Extraordinarily Accessible – Joshua Tree

There comes an important turning point in the year for your average Southern Californian. It’s not the moment you realize you already broke your New Years Resolution 2 months in, or the panic in misplacing your W-2s when taxes are due. It’s a yawning rodent emerging from the earth, deciding whether or not you are free to put shorts on and get outside.

That being said, with common knowledge, wave after wave of spring breakers flood to the coast in a frenzy. Craving some amount of ‘out’, we left in the opposite direction for Joshua Tree.

Two and half hours later past the hormonal traffic and crowded sidewalks… we revisit a blank canvas that has only occurred in our youth.

Depending on a steady tide of seasonal tourism among the regular backpackers, returning campers, climbers; Joshua Tree has accumulated only a growing crowd. Largely, dare I say it, due to social media exploitation?… But on a nobler side, bringing a more consistent economic growth through Yucca Valley, booming unto Joshua Tree and simmering down at the beginning of Wonder Valley (29 Palms).

As there are so many events happening now at the crossroads of Spring & Summer, so includes a pinch of must-sees & should-dos for your weekend out, at the start of Spring when the weather isn’t so bitter at night or hostile during the day. If you’ve never been, or even have just half a day to spare, a simple route can take you above the whole park.

The park entrance fee is $20 and that permit lasts about a week, but for just $10 more you can have an annual pass (don’t be a fool). There was a light breeze this weekend, temperature up in the high 70s, low 80s. Following the road through the valley, past Boy Scout campground, Hidden Valley, and scattered herds of climbers, we hit Ryan Mountain trailhead. It’s a 3-mile roundtrip hike takes you up above the desert floor along a nicely packed trail with numerous stone steps. It’s probably the best summit providing a great panoramic view of the desert and the dismantled/conjoined rock formations below in the heart of the park. Tall misshapen granite seemingly marks the start of the hike, and the trail is fairly sun-exposed. Keep right, past the sign ‘Sheep Pass Group Camp’; that’s just another starting point for the hike, and you’ll be continuing on toward the ‘Wonderland of Rocks’ defining the classic Joshua Tree landscape.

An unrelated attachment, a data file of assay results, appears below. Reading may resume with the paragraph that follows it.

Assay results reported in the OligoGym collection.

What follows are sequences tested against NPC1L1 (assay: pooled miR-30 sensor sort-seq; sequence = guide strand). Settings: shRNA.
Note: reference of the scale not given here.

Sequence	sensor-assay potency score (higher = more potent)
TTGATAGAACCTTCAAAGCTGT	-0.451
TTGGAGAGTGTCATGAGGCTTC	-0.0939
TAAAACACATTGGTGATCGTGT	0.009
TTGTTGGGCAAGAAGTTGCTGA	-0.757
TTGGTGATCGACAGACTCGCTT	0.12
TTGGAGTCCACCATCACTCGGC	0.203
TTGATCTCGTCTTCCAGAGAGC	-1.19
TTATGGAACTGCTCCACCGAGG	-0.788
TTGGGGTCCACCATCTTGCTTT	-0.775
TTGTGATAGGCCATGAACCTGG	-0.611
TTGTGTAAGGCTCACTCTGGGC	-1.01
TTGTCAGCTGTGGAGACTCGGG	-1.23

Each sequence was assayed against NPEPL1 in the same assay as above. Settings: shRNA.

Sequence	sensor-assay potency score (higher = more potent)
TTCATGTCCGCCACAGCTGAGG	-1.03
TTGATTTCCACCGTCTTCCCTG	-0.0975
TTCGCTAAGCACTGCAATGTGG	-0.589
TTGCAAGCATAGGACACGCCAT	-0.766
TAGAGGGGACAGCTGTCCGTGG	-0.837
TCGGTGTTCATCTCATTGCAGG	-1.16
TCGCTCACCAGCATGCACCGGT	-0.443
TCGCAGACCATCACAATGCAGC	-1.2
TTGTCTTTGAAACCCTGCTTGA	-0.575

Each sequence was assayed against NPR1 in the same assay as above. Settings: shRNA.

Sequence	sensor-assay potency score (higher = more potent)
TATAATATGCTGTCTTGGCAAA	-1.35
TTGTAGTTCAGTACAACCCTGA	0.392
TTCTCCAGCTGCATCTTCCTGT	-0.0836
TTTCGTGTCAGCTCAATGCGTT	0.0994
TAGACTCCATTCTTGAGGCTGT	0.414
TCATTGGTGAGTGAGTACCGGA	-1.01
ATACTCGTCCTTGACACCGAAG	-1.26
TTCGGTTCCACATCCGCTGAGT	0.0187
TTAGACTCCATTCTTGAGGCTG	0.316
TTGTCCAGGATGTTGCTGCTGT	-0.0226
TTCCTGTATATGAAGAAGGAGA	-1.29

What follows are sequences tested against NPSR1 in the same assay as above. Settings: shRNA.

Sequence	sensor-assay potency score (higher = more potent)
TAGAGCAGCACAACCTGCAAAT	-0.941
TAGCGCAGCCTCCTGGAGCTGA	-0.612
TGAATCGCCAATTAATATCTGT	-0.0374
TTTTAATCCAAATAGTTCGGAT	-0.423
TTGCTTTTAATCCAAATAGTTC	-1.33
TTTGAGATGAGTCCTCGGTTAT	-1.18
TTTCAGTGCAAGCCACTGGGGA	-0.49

On a clear day, you can see southwest toward Mount San Jacinto and Mount San Gorgonio. Southwest of Ryan Mountain, is the campground and the remains of Ryan Ranch; and Lost Horse Mountain standing above the other summits, completing the view.

If you have the time, The Chasm of Doom is worth checking out, especially if this is just a weekend trip (let alone last minute trip) and you don’t find yourselves as far inland. You can ask the ranger at the entrance how to get to Real Hidden Valley. Once you park there you will find other groups looking for the entrance…just follow them and try to find it – it’s fun just to look for it! However, it is very tight in certain places and you can’t take anything with you (no, not even your phone, so you can forget about anybody believing you were there if it wasn’t snapchatted).

Honestly, the best way to do Joshua Tree is to find a crazy lookin’ pile of rocks and scramble on upwards; of course, with water, “snacks”, a camera, whatever else you may like to amuse yourself with, and stay at the top for a hot minute. Listen to the desert from up there – the silence is deafening in the most calming way.

Some might say that there’s nothing to do out in the desert other than pool parties, glamorous semi-low-maintenance-lifestyle photography and getting incredibly sun burnt. But, if you could go with open intentions, and be aware of your time, instead of racing the sun, you can see what you want to see…

Article by ALEX Ambassador and Extraordinary Human  Kimmy Le

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